History, Department of


Date of this Version

April 2006


Paper delivered at the 1st Annual James A. Rawley Graduate Conference in the Humanities, Lincoln, NE. April 8, 2006. Copyright © 2006 Chris Rasmussen.


An analysis of Marxist conceptions of the good and the beautiful and their relationship to alienation, “Ugly and Monstrous” argues that Marxism was ultimately a set of aesthetic beliefs, one that paradoxically called for the temporary cessation of all attempts to create beautiful artwork. Marx understood beauty as Kant had – that it is the result of the harmonization of the faculties that occurs when a disinterested observer encounters a work of art. Capitalism gives to all works (art included) monetary value, and all observers become interested consumers, debasing art appreciation and killing the human desire (and need) to experience the beautiful.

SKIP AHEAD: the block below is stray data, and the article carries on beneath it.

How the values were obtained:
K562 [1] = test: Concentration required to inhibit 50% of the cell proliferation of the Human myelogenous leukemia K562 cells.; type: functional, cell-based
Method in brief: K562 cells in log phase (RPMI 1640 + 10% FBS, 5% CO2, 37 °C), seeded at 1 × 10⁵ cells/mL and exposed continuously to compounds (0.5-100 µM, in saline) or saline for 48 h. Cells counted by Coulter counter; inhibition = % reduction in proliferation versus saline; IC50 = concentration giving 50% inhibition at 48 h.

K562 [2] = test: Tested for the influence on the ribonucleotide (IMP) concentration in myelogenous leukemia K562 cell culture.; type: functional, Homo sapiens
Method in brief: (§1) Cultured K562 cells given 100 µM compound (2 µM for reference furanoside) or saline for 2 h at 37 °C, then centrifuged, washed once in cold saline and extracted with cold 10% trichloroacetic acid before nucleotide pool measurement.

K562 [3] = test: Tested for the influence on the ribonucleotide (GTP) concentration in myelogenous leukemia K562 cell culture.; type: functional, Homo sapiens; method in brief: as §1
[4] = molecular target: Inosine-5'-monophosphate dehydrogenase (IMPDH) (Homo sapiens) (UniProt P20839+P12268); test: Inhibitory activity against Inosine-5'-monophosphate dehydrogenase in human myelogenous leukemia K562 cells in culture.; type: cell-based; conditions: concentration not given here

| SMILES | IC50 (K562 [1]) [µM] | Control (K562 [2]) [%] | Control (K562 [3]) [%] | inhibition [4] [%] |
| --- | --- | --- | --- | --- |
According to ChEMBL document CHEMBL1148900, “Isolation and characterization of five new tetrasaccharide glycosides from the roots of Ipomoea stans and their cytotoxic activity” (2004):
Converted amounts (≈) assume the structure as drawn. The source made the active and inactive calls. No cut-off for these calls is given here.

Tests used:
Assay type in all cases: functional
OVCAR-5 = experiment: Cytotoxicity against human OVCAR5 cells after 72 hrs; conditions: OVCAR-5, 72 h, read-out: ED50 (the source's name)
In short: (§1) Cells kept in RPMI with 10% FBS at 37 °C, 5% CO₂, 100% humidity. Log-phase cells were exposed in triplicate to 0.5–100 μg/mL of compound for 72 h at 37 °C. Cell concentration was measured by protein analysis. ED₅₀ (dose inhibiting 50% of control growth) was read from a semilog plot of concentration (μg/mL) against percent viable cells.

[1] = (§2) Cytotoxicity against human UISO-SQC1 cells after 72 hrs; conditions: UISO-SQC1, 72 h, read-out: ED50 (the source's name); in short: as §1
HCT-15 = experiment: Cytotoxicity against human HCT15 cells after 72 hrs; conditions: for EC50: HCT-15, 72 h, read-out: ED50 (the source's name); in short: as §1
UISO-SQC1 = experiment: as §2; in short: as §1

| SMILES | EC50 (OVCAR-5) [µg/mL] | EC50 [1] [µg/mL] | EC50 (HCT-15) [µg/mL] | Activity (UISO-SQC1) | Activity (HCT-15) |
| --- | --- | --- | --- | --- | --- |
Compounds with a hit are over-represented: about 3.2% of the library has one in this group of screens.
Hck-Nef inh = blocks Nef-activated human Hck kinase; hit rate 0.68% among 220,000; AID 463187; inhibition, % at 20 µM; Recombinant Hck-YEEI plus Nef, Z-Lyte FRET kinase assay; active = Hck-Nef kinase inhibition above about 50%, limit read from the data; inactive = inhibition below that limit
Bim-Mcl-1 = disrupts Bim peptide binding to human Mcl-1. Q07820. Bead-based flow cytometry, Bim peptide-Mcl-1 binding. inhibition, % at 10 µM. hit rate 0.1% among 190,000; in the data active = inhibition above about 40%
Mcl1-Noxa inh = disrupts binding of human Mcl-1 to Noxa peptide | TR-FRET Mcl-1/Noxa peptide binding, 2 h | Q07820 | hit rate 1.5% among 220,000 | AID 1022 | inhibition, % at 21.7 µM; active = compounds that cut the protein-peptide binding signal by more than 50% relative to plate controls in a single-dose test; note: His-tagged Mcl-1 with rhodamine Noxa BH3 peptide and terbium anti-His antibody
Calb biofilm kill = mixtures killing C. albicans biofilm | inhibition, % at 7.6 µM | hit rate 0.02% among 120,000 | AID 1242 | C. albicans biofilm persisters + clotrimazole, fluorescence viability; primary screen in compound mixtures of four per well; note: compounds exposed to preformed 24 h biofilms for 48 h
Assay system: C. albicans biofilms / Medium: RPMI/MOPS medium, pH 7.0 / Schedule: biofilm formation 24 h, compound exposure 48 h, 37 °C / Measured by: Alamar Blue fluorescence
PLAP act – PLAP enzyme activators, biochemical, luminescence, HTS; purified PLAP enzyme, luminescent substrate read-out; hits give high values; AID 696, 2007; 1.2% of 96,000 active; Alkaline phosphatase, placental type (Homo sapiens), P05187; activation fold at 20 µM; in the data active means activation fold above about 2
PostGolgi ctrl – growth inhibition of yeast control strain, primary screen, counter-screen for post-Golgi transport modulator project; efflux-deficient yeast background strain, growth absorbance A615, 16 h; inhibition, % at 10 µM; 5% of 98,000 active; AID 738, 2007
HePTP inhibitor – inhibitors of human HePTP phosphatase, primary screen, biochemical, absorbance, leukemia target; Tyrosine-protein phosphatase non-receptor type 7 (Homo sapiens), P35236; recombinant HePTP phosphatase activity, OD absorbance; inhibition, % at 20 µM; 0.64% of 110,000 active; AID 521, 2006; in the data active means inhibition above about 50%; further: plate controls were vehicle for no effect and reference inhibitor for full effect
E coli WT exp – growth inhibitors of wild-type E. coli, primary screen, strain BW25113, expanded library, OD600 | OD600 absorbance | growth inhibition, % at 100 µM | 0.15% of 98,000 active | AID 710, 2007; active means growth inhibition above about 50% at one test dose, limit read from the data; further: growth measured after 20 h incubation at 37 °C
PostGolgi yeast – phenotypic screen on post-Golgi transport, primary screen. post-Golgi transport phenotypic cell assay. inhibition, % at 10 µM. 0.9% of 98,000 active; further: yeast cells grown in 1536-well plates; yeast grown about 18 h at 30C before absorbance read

The work of later Marxists, particularly Walter Benjamin and Herbert Marcuse, take the Marxist position to its logical conclusion, that any art in the age of capitalist exploitation and worker alienation must, by its nature, be political. The best way to judge art, according to these twentieth century Marxist aestheticians, is to measure the level of alienation the work contains. The more alienated the artist and the work are, the more correct the political statement is. The work, which can never be pleasant and must always and ever agitate, is thus judged good. It cannot, however, be beautiful because the work retains utility – it encourages political action on the behalf of the community and the individual and is not a whole in and of itself. Beautiful art, cannot exist until a communism has been established. Thus Marxist (and neoMarxist) aesthetics mandate the impoverishment of the senses and the death of beauty.

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